Financial stocks were up 0.6% ahead of a string of earnings reports from six major U.S. banks. JPMorgan Chase & Co and Wells Fargo & Co are due to report on Friday, followed by Citigroup Inc and Goldman Sachs Inc on Monday and Bank of America Corp and Morgan Stanley on Tuesday.

The Dow Jones Industrial Average fell 14.11 points, or 0.05%, to 26,143.05, the S&P 500 closed flat at 2,888.32 and the Nasdaq Composite dropped 16.89 points, or 0.21%, to 7,947.36.

Of the 11 major sectors of the S&P 500, seven closed in the black.

Healthcare stocks were by far the biggest drag, falling 1.2% a day after U.S. Senator Bernie Sanders introduced a “Medicare for All” plan to Congress, and the Senate Finance Committee concluded a hearing to discuss the role pharmacy benefit managers play in drug pricing.

“I’m a bit surprised we’re seeing that kind of reaction to these proposals that for the time being aren’t going anywhere,” Carlson added. “Maybe it’s foreshadowing a change.”

UnitedHealth Group Inc weighed heaviest on the Dow, falling 4.3%.

U.S. Steel Corp dropped 3.2% after Bank of America Merrill Lynch cut its rating on the stock to “underperform.” Peers AK Steel Holding Corp and Steel Dynamics Inc dropped 8.3% and 2.5%, respectively.

Home furnishings retailer Bed Bath & Beyond fell 8.8% as its bleak first-quarter profits raised doubts about its turnaround plan.

Shares of Lyft Inc reversed course, rising 1.5%. Still, the stock is currently trading about 15% below its $72 offer price since its March 29 debut, casting a shadow over rival Uber Technologies’ impending IPO.

Advancing issues outnumbered declining ones on the NYSE by a 1.10-to-1 ratio; on Nasdaq, a 1.21-to-1 ratio favored decliners.

The S&P 500 posted 31 new 52-week highs and 3 new lows; the Nasdaq Composite recorded 64 new highs and 30 new lows.

Volume on U.S. exchanges was 6.00 billion shares, compared to the 7.17 billion average over the last 20 trading days.

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White House finds temporary fix in Zika funding fight

WASHINGTON ( ) – The White House said on Wednesday it will redirect $589 million in funds to prepare for the Zika virus before the mosquito that carries it begins to emerge in the continental United States, but urged Congress to act quickly on its request for more money.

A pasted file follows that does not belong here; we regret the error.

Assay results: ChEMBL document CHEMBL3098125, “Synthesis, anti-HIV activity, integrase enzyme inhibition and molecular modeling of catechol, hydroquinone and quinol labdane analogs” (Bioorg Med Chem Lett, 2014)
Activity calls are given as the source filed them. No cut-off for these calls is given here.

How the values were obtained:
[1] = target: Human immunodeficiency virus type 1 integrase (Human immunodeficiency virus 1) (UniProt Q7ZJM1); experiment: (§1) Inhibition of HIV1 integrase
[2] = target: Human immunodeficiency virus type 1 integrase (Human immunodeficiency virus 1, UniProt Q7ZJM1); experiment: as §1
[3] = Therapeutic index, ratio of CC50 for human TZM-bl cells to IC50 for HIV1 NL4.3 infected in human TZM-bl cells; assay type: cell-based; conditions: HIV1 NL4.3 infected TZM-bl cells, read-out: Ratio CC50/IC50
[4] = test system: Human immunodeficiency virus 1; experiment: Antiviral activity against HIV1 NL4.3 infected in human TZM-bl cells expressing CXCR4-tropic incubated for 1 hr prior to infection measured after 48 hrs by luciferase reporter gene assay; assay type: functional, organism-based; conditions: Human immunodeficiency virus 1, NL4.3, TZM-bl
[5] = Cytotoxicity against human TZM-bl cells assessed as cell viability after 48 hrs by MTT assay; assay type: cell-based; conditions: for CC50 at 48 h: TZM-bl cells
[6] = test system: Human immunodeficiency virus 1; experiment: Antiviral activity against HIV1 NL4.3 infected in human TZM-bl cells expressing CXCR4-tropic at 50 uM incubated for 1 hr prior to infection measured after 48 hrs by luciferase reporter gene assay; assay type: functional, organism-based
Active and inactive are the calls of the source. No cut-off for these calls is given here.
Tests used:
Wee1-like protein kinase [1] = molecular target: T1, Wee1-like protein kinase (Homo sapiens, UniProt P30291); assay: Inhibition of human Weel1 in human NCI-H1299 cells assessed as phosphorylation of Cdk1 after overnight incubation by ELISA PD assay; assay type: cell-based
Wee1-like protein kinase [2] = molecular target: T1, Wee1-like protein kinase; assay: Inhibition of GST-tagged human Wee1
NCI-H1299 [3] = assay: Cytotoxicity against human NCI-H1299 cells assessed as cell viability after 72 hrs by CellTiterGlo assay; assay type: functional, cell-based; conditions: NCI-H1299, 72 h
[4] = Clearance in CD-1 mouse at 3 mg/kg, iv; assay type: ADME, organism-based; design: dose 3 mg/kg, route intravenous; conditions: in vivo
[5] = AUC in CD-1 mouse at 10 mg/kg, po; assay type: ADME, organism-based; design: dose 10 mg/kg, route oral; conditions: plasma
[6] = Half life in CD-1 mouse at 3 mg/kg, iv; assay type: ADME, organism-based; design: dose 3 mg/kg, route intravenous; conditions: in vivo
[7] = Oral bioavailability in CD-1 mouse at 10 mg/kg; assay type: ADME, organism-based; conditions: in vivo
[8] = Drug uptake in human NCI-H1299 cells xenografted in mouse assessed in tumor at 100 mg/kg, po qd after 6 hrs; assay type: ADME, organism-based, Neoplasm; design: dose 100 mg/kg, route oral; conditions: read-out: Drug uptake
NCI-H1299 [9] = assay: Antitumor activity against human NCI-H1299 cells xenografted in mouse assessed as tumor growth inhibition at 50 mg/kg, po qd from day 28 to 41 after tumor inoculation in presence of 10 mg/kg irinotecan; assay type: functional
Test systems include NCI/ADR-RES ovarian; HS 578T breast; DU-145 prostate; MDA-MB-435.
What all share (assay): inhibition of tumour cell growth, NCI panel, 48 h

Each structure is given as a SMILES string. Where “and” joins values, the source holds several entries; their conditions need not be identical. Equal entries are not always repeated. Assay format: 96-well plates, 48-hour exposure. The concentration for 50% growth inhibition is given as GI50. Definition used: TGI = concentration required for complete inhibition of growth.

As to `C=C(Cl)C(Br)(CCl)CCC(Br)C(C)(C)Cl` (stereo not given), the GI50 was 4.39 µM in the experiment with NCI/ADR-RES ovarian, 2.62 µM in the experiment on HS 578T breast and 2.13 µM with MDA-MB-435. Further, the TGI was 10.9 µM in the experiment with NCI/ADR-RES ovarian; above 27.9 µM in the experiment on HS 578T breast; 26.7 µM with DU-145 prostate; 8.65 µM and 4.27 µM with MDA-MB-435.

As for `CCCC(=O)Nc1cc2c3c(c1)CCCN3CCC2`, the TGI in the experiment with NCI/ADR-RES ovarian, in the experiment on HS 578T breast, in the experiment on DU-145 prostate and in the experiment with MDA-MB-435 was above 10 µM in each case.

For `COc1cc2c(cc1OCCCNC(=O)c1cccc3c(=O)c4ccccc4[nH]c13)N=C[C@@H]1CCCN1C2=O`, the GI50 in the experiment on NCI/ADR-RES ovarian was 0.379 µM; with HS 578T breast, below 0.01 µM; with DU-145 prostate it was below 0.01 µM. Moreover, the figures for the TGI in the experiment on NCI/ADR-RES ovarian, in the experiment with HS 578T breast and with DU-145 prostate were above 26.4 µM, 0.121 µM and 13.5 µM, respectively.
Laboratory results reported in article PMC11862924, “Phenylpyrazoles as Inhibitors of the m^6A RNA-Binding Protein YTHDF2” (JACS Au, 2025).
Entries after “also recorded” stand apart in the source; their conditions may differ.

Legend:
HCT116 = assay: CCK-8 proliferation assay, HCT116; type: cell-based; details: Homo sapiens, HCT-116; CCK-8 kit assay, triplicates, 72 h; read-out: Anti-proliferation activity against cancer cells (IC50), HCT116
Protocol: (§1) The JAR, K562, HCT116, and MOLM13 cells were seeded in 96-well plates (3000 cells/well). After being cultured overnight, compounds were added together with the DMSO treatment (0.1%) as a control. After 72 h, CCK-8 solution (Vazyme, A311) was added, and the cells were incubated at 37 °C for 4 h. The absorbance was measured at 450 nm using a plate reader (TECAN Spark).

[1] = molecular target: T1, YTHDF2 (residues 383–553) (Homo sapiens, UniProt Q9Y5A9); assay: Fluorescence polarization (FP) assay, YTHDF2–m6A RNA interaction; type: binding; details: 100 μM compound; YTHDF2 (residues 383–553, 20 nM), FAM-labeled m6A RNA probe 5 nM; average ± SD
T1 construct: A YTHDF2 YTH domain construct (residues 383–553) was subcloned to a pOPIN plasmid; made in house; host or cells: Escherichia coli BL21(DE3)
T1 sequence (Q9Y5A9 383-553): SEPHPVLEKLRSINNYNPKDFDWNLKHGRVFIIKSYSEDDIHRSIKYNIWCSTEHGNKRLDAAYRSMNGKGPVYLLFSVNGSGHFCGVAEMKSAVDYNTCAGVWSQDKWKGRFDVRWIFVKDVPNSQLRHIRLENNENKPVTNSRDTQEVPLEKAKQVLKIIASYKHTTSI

White House budget director Shaun Donovan said the 上海龙凤419use of money previously provided for fighting another health crisis, the Ebola virus, was only a temporary fix for Zika funding.

Donovan said some measures to fight Zika would have to be delayed, curtailed or stopped unless the U.S. Congress approves more than $1.8 billion in emergency funds requested by the Obama administration in February.

The Zika virus, linked to a growing number of cases of the birth defect microcephaly in Brazil, is spreading rapidly in Latin America and the Caribbean and heading north as the weather gets warmer.

“We should not play with fire here,” Donovan told reporters on a conference call.

Without full Zika funding, U.S. Health and Human Services Secretary Sylvia Mathews Burwell said mosquito control and surveillance may have to be delayed or stopped, vaccine development could be jeopardized and development of faster diagnostic tests could be impaired.

Most of the $589 million will come from $2.7 billion in funds set aside for public health projects aimed at the Ebola virus. West Africa was stricken by a two-year Ebola epidemic that killed more than 11,300 people starting in December 2013 and led to a small number of cases in the United States.

The Republican-controlled Congress has said the White House should draw the money needed to fight Zika from the Ebola funds.

Chairman Hal Rogers and other top Republicans on the House of Representatives Appropriations Committee said in a statement they would “monitor the changing needs resulting from this unpredictable crisis” to ensure that needed funds are available.

“Republicans are going to look back on this time that they’ve had to act on the Zika virus and deeply regret it,” White House spokesman Josh Earnest said.

Burwell said a recent flare-up of Ebola in West Africa shows the United States cannot shortchange its work in the region.

“We face two global health challenges, Ebola and Zika, and we don’t have an option to set one aside in the name of the other,” Burwell told reporters.

Burwell said there were 672 confirmed cases of Zika infections in the United States, including 64 pregnant women. She said there was one confirmed case of Zika-related microcephaly in Hawaii.

The World Health Organization has said there is a strong scientific consensus that Zika can cause microcephaly as well as Guillain-Barre syndrome, though proof may take months or years.

Microcephaly is a condition defined by unusually small heads in babies that can result in developmental problems. Guillain-Barre syndrome is a rare neurological disorder that can result in paralysis.

Brazil said it has confirmed more than 940 cases of microcephaly, and considers most to be related to Zika infections in the mothers. Brazil is investigating nearly 4,300 additional suspected cases of microcephaly.

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U.S. gun control activists newly optimistic, but change may be elusive

WASHINGTON ( ) – After years of thwarted efforts to tighten restrictions on firearms, gun control activists are heralding the 2016 elections as a watershed moment.

They have more money than ever before to finance their fight. They have Hillary Clinton, the Democratic front runner for president, solidly in their camp, calling for stricter gun controls at campaign stops – a turnaround from her 2008 presidential bid when she kept the subject at arm’s length.